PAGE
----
Film Review: The Florida Project

 

TheFloridaProject-quadposter.jpg
Official Movie Poster

 

Originally posted on Star Central Magazine on 13 October 2017

Most people always dubbed Disney World as “the happiest place on Earth,”—a truism that has been etched in everyone’s minds and has come to symbolise a magical sanctuary for children and adults alike.  However, “The Florida Project,” tells a different story of a marginalised community that lives in shadows of Disney World’s merry exterior.

The Florida Project follows a precocious six-year-old Monee, played by the talented, Brooklyn Prince and her ragtag gang, Jancey (Valeria Cotto) and Scooty (Christopher Rivera), through their misadventures in the scorching summer’s heat in Orlando, Florida. Through the eyes of Moonee, she is unaware of the struggles of the adults around her including her mother, Halley (Bria Vinaite), and motel manager/father-figure, Bobby (Willem Dafoe).

The film is a spectacle into the struggles of the impoverished who resides in the motel lines outside of the famous theme park. The idea of the film was conceived when co-writer/producer Chris Bergouch who helped relocate his mother to Central Florida and he was shocked to learn the less than magical living conditions of poor families in living by in these motels, instead of tourists. He noticed that these motels banked on the “mystique” of Disney World to keep their businesses afloat.

The entirety of the film is framed to be a “happy accident” which serves a consequence to Moonee and her friend’s mischievous yet wonderfully innocent misdeeds. At one point of the film, Moonee, Scooty, and Jancey were playing in an old abandoned house but, later on in the movie, the house was set on fire. Although, it unknown whether Moonee and her gang were the catalysts to the fire, the consequence of the accident was that Scooty was not able to hang out with Moonee and Jancey again because his mother thinks that they are the bad influence.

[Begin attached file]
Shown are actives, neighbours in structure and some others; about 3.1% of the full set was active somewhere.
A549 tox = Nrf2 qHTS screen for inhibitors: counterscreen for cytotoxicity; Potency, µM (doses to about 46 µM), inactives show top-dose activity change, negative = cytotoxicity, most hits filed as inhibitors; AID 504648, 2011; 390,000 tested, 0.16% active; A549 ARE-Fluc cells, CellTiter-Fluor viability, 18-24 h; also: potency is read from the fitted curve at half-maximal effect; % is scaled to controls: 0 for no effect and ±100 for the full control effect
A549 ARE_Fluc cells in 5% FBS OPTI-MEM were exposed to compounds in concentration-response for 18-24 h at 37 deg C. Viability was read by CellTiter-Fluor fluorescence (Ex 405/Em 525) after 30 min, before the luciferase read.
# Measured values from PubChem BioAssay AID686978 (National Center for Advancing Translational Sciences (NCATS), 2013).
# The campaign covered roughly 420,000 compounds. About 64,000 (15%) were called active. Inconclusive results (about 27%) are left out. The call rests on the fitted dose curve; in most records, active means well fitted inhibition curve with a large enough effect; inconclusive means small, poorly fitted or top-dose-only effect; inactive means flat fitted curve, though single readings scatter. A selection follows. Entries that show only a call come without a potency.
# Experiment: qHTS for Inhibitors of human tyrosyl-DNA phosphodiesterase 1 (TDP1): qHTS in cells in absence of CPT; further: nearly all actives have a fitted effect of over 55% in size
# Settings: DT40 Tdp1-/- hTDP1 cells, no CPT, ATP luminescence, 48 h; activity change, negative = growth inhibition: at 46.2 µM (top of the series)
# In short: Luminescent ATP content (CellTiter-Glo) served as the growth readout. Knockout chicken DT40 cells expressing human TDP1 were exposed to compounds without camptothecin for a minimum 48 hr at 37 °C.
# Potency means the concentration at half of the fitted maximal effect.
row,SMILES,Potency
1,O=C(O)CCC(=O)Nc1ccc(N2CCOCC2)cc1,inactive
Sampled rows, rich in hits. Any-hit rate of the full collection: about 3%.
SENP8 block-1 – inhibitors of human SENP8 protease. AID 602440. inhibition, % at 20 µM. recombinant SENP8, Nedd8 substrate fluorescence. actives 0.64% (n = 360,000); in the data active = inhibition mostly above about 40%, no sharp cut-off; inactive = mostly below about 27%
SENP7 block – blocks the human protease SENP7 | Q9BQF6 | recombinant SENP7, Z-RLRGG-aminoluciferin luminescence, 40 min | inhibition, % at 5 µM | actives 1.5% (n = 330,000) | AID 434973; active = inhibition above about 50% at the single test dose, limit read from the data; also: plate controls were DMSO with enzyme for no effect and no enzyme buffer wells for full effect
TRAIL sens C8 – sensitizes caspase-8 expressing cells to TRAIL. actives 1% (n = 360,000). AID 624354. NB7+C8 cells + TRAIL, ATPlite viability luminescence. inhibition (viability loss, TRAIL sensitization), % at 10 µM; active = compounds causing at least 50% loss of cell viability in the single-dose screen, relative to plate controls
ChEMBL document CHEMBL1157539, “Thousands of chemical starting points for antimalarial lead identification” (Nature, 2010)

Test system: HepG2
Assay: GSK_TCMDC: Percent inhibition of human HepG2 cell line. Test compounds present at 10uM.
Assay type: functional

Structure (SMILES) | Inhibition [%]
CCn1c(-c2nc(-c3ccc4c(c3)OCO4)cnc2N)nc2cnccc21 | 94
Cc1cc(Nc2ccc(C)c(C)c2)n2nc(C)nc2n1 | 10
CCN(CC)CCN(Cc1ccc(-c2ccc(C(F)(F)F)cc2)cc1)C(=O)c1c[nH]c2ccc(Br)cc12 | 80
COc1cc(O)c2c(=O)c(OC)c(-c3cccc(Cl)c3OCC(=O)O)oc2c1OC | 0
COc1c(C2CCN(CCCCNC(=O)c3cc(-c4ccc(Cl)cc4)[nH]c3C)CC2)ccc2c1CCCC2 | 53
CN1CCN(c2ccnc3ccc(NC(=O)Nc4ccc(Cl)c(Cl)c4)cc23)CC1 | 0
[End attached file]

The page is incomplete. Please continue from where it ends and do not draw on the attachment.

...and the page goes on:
Children are blank canvases; it’s whatever influences, values, and morals you put on the canvas that makes up who they are as a person. Moonee, although she is six and ill-mannered, she had to learn this attitude from somewhere, and that somewhere is her mother. Brooklyn Prince and Bria Vitae’s performances as a mother and daughter duo were convincing and undeniable chemistry that is almost uncanny to one another. Both of their performances encapsulates the idea of “like mother, like daughter.” From the crass mannerisms to provocative attitudes, the pair was able to convince the audience on their natural bond with each other. Although there was questionable behaviour which may be characterised as “ratchet” on the part of Halley, the film always seems to the point that the actions are just the means to an end—the end being surviving in a poverty-stricken community.

Willem Dafoe, known to typecast as the villain in every speck of his filmography, it was somewhat refreshing for him to play a character who is a heroic father figure to the children of his motel. Although Bobby who is characterised as a tough and righteous guy, he has a soft-spot for Moonee and Halley who always seems to run into unforeseen circumstances that are slightly out of their control. He understands Halley as a mother has to do whatever it takes to keep her daughter afloat, but, fears that Moonee is often exposed to the consequences of her actions.

The Floriade Project is a delightful film and has an aesthetic which described to be “a blueberry ice cream with a sour twist.” With the colourful personas, endearing moments, the film brings an experience that is truly magical, akin to the likes of Disney World.

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